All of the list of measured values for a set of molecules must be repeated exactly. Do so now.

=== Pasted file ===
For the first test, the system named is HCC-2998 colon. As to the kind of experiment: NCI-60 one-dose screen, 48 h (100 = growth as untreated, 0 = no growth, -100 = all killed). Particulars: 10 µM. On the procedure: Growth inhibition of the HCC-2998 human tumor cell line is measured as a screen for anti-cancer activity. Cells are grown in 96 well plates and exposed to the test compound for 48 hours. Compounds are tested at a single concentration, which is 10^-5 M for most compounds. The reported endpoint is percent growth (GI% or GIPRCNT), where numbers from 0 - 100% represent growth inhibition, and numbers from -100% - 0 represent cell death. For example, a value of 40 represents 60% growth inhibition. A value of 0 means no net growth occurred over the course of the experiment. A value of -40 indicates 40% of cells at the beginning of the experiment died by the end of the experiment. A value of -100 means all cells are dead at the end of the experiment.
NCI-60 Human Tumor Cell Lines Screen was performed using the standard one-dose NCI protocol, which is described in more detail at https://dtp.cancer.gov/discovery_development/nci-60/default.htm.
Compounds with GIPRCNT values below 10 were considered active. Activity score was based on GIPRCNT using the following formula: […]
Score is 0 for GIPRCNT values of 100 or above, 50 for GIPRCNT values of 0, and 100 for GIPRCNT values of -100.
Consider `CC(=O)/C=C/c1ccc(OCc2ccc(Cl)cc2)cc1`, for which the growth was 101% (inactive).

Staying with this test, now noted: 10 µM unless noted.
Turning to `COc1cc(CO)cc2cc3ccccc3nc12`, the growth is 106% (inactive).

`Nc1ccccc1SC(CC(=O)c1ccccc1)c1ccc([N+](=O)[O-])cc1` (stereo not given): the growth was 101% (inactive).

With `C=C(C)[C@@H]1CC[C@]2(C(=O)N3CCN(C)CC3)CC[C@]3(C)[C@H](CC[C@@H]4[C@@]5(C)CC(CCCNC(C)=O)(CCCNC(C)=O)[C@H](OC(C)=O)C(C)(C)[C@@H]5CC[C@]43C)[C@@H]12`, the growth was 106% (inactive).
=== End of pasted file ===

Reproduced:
For the first test, the system named is HCC-2998 colon. As to the kind of experiment: NCI-60 one-dose screen, 48 h (100 = growth as untreated, 0 = no growth, -100 = all killed). Particulars: 10 µM. On the procedure: Growth inhibition of the HCC-2998 human tumor cell line is measured as a screen for anti-cancer activity. Cells are grown in 96 well plates and exposed to the test compound for 48 hours. Compounds are tested at a single concentration, which is 10^-5 M for most compounds. The reported endpoint is percent growth (GI% or GIPRCNT), where numbers from 0 - 100% represent growth inhibition, and numbers from -100% - 0 represent cell death. For example, a value of 40 represents 60% growth inhibition. A value of 0 means no net growth occurred over the course of the experiment. A value of -40 indicates 40% of cells at the beginning of the experiment died by the end of the experiment. A value of -100 means all cells are dead at the end of the experiment.
NCI-60 Human Tumor Cell Lines Screen was performed using the standard one-dose NCI protocol, which is described in more detail at https://dtp.cancer.gov/discovery_development/nci-60/default.htm.
Compounds with GIPRCNT values below 10 were considered active. Activity score was based on GIPRCNT using the following formula: […]
Score is 0 for GIPRCNT values of 100 or above, 50 for GIPRCNT values of 0, and 100 for GIPRCNT values of -100.
Consider `CC(=O)/C=C/c1ccc(OCc2ccc(Cl)cc2)cc1`, for which the growth was 101% (inactive).

Staying with this test, now noted: 10 µM unless noted.
Turning to `COc1cc(CO)cc2cc3ccccc3nc12`, the growth is 106% (inactive).

`Nc1ccccc1SC(CC(=O)c1ccccc1)c1ccc([N+](=O)[O-])cc1` (stereo not given): the growth was 101% (inactive).

With `C=C(C)[C@@H]1CC[C@]2(C(=O)N3CCN(C)CC3)CC[C@]3(C)[C@H](CC[C@@H]4[C@@]5(C)CC(CCCNC(C)=O)(CCCNC(C)=O)[C@H](OC(C)=O)C(C)(C)[C@@H]5CC[C@]43C)[C@@H]12`, the growth was 106% (inactive).